Explore legal material from the seventeenth century through the early twentieth century.

Together, the distinct collections that comprise The Making of Modern Law cover nearly every aspect of American and British law and dig deep into the legal traditions of Europe, Latin America, Asia, and other jurisdictions, both classic and contemporary. Encompassing a range of analytical, theoretical, and practical literature, these collections support and complement the traditional study of law by featuring valuable books from the most influential legal writers throughout history.

Collections

The Making of Modern Law: American Civil Liberties Union Papers, Part II: Southern Regional Office

American Civil Liberties Union Papers, Part II: Southern Regional Office is comprised of never-before-digitized materials documenting the ACLU’s legal battle to enforce the Civil Rights Act of 1964 in thirteen Southern states. This collection is an indispensable resource for understanding the complete history of the civil rights movement.

The Making of Modern Law: American Civil Liberties Union Papers, 1912-1990

American Civil Liberties Union Papers, 1912-1990, spans most of the 20th century. it focuses on civil rights, civil liberties, race, gender, and issues relating to the U.S. Supreme Court. The relevance of the collection to today’s curriculum and to current debates at both national and local levels serve many research needs.

The Making of Modern Law: Foreign, Comparative, and International Law, 1600-1926

This collection brings together foreign, comparative, and international titles, including the works of some of the great legal theorists, foreign legal treatises from a variety of countries, and books that compare legal systems, including ancient, Roman, Jewish, and Islamic law.

The Making of Modern Law: Foreign Primary Sources, 1600-1970

This collection offers legal historians a unique collection of the "primary sources" of law: statutes and codes of Great Britain, France, Germany, northern and central European jurisdictions in an easy-to-find online form, complementing the collection of treatises found in Foreign, Comparative, and International Law, 1600-1926.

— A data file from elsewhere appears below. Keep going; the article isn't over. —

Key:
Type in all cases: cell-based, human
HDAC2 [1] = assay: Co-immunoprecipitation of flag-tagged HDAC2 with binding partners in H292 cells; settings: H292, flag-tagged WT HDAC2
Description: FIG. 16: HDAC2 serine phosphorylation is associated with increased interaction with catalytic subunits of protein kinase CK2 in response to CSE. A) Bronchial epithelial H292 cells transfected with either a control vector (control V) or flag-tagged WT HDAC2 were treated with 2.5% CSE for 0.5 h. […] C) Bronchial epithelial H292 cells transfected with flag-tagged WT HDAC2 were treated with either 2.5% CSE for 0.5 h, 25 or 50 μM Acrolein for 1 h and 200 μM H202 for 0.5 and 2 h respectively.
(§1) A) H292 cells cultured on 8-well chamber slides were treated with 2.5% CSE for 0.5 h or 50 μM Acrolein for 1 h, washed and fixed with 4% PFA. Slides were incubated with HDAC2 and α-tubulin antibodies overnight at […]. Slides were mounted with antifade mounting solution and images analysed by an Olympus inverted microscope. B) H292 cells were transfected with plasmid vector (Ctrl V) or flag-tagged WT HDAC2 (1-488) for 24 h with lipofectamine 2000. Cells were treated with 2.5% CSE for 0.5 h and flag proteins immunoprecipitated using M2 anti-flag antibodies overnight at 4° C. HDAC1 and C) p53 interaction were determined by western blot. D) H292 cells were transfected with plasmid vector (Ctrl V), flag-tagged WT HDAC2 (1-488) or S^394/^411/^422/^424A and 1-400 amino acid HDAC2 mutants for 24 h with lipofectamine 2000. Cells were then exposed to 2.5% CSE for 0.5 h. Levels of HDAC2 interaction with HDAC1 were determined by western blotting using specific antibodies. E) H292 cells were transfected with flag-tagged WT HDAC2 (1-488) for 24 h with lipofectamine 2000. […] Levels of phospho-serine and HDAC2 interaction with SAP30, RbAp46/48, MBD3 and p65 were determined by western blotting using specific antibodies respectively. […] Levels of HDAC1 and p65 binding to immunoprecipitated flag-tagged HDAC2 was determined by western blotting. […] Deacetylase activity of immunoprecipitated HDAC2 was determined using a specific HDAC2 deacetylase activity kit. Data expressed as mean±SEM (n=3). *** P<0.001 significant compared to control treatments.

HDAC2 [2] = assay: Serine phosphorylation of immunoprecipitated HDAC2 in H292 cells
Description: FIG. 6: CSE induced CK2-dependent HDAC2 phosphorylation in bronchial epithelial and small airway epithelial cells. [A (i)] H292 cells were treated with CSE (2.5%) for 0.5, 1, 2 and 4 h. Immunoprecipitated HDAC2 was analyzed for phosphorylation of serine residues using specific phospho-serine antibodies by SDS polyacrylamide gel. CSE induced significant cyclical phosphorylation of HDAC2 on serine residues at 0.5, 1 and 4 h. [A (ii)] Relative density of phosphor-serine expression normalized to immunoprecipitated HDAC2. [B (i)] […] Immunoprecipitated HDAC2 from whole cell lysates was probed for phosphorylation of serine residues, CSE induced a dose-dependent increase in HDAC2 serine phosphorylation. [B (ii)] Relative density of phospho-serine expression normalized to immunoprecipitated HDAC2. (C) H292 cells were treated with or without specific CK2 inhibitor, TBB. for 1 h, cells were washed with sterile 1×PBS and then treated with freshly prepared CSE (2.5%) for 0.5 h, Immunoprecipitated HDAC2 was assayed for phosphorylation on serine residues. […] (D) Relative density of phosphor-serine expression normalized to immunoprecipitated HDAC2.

Platform Features & Tools

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Crime, Punishment, and Popular Culture, 1790-1920

With 2.1 million pages of trial transcripts, police and forensic reports, detective novels, newspaper accounts, true crime literature, and related ephemera, this collection presents the broadest and deepest collection of materials supporting the study of nineteenth-century criminal history, law, literature, and justice. This quintessential resource enhances understanding of the intersection of law and society during a pivotal era of social change.

Eighteenth Century Collections Online: Part I

Eighteenth Century Collections Online contains 135,000 printed works comprising more than 26 million scanned facsimile pages of English-language and foreign-language titles printed in the United Kingdom between the years 1701 and 1800. While the majority of works in ECCO are in the English language, researchers will also discover a rich vein of works printed in Dutch, French, German, Italian, Latin, Spanish, and Welsh.

Eighteenth Century Collections Online: Part II

Expanding Eighteenth Century Collections Online, the titles in Part II have an emphasis on literature, social science, and religion. This second edition includes nearly fifty thousand titles and seven million pages from the library holdings of the British Library, the Bodleian Library, University of Cambridge, the National Library of Scotland, and the Ransom Center at the University of Texas.

U.S. Declassified Documents Online

U.S. Declassified Documents Online offers unique insights into the inner workings of the US government. The collection brings together the most sensitive documents from all the presidential libraries and numerous executive agencies in a single, easily searchable database. This collection provides access to a broad range of previously classified federal records spanning the twentieth and twenty-first centuries.